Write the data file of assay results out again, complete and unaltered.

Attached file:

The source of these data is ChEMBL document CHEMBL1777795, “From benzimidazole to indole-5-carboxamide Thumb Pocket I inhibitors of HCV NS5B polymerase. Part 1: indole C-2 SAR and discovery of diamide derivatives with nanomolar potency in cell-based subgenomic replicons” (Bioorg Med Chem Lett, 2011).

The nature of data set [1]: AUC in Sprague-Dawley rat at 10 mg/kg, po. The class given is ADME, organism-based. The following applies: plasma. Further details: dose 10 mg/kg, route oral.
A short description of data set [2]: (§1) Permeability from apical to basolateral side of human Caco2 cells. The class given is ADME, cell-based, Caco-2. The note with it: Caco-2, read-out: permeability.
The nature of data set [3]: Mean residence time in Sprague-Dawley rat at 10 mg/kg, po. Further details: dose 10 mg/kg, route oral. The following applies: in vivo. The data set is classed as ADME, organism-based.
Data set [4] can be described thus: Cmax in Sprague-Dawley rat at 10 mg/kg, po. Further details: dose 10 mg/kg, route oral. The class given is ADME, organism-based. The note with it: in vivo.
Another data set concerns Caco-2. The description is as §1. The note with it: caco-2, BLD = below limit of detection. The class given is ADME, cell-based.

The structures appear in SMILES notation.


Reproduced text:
The source of these data is ChEMBL document CHEMBL1777795, “From benzimidazole to indole-5-carboxamide Thumb Pocket I inhibitors of HCV NS5B polymerase. Part 1: indole C-2 SAR and discovery of diamide derivatives with nanomolar potency in cell-based subgenomic replicons” (Bioorg Med Chem Lett, 2011).

The nature of data set [1]: AUC in Sprague-Dawley rat at 10 mg/kg, po. The class given is ADME, organism-based. The following applies: plasma. Further details: dose 10 mg/kg, route oral.
A short description of data set [2]: (§1) Permeability from apical to basolateral side of human Caco2 cells. The class given is ADME, cell-based, Caco-2. The note with it: Caco-2, read-out: permeability.
The nature of data set [3]: Mean residence time in Sprague-Dawley rat at 10 mg/kg, po. Further details: dose 10 mg/kg, route oral. The following applies: in vivo. The data set is classed as ADME, organism-based.
Data set [4] can be described thus: Cmax in Sprague-Dawley rat at 10 mg/kg, po. Further details: dose 10 mg/kg, route oral. The class given is ADME, organism-based. The note with it: in vivo.
Another data set concerns Caco-2. The description is as §1. The note with it: caco-2, BLD = below limit of detection. The class given is ADME, cell-based.

The structures appear in SMILES notation.